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Parent's Fate Tied to Life-or-Death Decision for Son

Ethics: Father who could face homicide charge won't let doctors turn off baby's life support.


His eyes wide open but empty, baby Christopher lies in a stainless-steel crib, plastic tubes twisting from bedside machines into holes in his throat and belly.

On some days, his body twitches slightly. But for the most part, ever since being rushed to the hospital one week before Christmas, Christopher has lain motionless under rows of fluorescent lights, relying on machines to feed him and fill his tiny lungs with oxygen.

Doctors say the 7 1/2-month-old has suffered a devastating brain injury and will not recover. His mother wants to turn off the machines that keep Christopher alive and end what she considers his torture.

But Christopher's father has withheld his approval for almost four months. He's voicing his objections from a cell at the Orange County Jail, where he stands accused of felony child abuse for allegedly shaking Christopher and throwing him into his crib.

The father's attorney said he's hoping for a "miracle." But both Christopher's mother and authorities note that if Christopher dies, his father's charges would be upgraded from assault to homicide.

Now it's up to the system to determine Christopher's fate, balancing a parent's right to keep his child alive with the self-interest that might motivate that decision.

Orange County social workers have taken temporary custody of the baby, arguing that neither parent is fit to care for him.

Watching out for the baby's interests falls to an attorney appointed by a judge to represent him in family court. Harold LaFlamme struggles with the question. Each outcome, he says, is fraught with problems.

"If some third party makes a decision to turn off the juice, then are you giving the defendant parent a defense, 'I didn't kill the kid, the child's attorney did,' " he said. "As a general proposition, the juvenile courts prefer to let the parents make the decision. But that doesn't seem to be happening here."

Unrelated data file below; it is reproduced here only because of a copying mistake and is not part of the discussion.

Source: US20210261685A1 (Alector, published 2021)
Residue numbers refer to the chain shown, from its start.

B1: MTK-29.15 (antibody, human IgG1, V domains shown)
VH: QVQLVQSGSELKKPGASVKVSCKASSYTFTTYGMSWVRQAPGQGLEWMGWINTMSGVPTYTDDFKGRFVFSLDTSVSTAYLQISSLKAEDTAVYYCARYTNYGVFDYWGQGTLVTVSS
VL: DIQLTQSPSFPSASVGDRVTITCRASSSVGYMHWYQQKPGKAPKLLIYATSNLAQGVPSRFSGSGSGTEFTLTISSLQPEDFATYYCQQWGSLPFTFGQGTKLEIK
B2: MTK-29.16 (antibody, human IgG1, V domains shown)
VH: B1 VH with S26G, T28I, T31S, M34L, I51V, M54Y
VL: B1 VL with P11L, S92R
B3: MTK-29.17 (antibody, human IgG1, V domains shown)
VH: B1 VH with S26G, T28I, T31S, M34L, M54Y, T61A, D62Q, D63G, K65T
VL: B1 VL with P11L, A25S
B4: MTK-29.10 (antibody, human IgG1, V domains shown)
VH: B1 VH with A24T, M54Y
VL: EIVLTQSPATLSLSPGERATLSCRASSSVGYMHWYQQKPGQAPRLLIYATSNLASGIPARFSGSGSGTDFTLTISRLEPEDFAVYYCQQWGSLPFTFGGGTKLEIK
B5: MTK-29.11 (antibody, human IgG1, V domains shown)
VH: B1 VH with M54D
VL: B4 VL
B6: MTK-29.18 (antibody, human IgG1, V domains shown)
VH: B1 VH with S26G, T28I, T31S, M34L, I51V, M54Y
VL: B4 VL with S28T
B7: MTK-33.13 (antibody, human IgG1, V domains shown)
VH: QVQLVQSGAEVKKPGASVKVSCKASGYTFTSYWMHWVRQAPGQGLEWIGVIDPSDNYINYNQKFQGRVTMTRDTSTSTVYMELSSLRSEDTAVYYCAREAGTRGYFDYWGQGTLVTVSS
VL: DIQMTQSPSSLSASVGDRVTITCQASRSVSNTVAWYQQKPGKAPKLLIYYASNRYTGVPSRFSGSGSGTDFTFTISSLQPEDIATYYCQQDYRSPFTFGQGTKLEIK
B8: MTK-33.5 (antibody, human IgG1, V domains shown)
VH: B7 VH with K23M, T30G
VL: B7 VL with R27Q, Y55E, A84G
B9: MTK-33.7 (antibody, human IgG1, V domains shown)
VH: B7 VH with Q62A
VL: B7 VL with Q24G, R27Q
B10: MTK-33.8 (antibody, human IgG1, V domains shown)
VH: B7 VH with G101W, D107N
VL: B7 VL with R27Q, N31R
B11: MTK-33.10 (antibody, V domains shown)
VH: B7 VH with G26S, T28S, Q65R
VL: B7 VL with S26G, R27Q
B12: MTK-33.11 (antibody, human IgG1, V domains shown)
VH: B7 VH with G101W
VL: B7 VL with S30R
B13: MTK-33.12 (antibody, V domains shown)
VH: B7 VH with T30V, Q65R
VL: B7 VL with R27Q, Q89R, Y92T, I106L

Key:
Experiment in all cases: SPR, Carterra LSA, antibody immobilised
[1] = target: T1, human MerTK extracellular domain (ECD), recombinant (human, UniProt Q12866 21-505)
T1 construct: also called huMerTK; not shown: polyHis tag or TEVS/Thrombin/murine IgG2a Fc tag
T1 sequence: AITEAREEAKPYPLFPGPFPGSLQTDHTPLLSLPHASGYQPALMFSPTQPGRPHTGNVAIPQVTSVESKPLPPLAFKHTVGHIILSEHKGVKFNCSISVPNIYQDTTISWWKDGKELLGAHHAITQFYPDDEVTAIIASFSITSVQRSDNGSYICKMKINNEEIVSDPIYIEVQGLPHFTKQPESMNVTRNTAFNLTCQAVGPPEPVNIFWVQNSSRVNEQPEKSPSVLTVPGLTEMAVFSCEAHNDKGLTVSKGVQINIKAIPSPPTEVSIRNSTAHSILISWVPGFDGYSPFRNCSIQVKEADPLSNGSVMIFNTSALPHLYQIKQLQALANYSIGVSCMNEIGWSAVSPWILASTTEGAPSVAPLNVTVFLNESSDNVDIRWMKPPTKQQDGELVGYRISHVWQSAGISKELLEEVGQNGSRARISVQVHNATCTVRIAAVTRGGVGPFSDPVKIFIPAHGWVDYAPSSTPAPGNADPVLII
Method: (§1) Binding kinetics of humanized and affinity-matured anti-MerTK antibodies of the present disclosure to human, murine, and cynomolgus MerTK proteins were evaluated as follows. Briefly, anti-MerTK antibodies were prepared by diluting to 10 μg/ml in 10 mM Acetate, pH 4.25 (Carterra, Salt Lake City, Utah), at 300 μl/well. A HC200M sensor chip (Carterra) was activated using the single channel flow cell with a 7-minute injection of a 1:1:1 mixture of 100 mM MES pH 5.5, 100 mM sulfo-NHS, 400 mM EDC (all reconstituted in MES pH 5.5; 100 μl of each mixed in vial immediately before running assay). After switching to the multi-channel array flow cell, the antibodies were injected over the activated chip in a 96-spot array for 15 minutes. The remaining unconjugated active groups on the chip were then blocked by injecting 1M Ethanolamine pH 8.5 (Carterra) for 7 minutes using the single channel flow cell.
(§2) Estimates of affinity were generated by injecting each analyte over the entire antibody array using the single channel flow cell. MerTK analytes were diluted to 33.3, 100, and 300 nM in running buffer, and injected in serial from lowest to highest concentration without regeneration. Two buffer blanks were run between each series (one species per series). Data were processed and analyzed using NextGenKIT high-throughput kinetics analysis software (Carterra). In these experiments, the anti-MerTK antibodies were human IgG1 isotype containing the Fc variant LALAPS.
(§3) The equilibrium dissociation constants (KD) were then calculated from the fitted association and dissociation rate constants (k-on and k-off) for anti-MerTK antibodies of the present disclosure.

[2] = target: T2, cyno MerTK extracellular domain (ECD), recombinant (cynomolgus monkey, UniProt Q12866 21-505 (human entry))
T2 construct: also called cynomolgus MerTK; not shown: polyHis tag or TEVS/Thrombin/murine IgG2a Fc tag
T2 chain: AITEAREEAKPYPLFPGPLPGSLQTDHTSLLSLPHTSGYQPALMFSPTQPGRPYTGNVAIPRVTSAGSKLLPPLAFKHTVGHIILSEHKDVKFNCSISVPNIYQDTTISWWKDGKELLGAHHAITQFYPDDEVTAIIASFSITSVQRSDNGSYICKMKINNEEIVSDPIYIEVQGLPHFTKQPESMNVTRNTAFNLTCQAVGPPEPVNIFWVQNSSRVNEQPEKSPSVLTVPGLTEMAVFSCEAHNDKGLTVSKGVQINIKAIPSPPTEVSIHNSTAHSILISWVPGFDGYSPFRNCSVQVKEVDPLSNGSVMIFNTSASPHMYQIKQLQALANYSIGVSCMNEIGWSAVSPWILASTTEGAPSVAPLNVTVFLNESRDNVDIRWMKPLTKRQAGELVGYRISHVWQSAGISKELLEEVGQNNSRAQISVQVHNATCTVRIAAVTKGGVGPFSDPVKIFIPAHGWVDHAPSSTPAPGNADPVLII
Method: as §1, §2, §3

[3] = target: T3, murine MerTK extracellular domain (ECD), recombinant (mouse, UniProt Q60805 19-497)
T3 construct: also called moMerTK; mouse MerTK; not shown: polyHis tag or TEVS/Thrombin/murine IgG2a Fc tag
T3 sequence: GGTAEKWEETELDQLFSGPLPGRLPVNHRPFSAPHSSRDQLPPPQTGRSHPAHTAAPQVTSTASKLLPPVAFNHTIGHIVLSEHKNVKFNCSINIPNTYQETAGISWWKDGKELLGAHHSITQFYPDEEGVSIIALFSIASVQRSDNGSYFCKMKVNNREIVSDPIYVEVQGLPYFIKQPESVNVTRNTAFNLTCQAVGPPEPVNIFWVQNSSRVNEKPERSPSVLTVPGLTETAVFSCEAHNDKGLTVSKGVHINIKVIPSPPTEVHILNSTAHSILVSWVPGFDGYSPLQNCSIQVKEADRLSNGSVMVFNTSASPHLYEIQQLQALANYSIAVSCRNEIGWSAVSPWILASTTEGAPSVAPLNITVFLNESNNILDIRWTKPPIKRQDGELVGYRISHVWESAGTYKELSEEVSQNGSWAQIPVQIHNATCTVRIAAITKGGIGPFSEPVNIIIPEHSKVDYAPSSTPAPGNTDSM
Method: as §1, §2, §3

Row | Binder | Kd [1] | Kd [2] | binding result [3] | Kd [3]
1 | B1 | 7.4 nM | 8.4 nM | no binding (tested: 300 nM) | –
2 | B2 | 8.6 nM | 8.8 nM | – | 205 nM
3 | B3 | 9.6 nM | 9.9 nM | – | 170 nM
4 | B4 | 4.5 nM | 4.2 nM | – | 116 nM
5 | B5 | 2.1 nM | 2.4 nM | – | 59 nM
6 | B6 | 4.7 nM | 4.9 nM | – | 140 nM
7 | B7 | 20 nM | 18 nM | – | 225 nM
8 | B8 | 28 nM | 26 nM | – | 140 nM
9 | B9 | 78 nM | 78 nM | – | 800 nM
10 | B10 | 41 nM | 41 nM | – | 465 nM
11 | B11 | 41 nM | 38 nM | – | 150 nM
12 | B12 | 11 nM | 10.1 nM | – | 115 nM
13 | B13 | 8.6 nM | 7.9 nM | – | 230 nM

Christopher was an underdog from the beginning, the son of a young, impoverished couple. His mother, Tamara Sepulveda, suffered a childhood brain injury that has slowed her speech and thought process, according to a report prepared by the county's Social Services Agency in the wake of Christopher's injury.

His father, Moises Ibarra, has a temper, the report states, that led him to shake the child out of frustration many times before Christopher suffered the paralyzing injury.

Ibarra and Sepulveda, both 23, met a few years ago while living on boats in a gritty marina beneath the Terminal Island Freeway near the Port of Los Angeles. The young couple had a volatile relationship, breaking up after loud arguments only to get back together, again and again.

Christopher was born Sept. 2 as Sepulveda sat on a toilet in the couple's apartment, according to the Social Services report. The new addition to the family caused the couple's arguments to intensify. Often, the subject of their squabbling was the rough way Sepulveda thought Ibarra was treating their son, she said.

On Dec. 17, their roommate heard another argument from behind the couple's closed bedroom door. There was screaming, then a loud thud, said the roommate, Michael Martinez.

Ibarra emerged from the bedroom of their Cypress apartment with a look of panic on his face, their roommate recalled.

"Help!" he said. "My baby's not breathing."

Christopher lay limp in Ibarra's arms. His skin had turned purple.

The parents gave conflicting accounts about what happened to their baby, according to the report by social workers. At first, Sepulveda told authorities that she went to change Christopher's diaper that night and found he was not breathing. Later, she changed her story, insisting that she watched her boyfriend shake the baby and then throw his body into the crib, causing his head to snap back.

Paramedics rushed the infant to La Palma Inter-Community Hospital in critical condition. A few days later, after the baby was moved to Children's Hospital of Orange County, a social worker and doctor called Sepulveda and her mother, Susan, into a small conference room for a meeting.

Christopher will need to be on a life-support system for the rest of his life, Sepulveda recalls the doctor telling her. He'll never hug you, never speak to you, the doctor told her.

The Social Services Agency report later described the baby as "neurologically devastated," unable to breathe on his own or respond to pain. The report quoted a doctor as saying: "The only thing he is doing is gasping, otherwise we would have pronounced him brain dead."

After hearing the grim prognosis, Sepulveda didn't take long to make her decision.

"I want him to go to heaven," she said.

The social worker said she'd need Ibarra's permission. But by this time, Cypress police had already taken the father to the Orange County Jail. A few days later, the social worker called to say that Ibarra wouldn't allow them to disconnect the machines.

And without the father's approval, the child would stay on life support.

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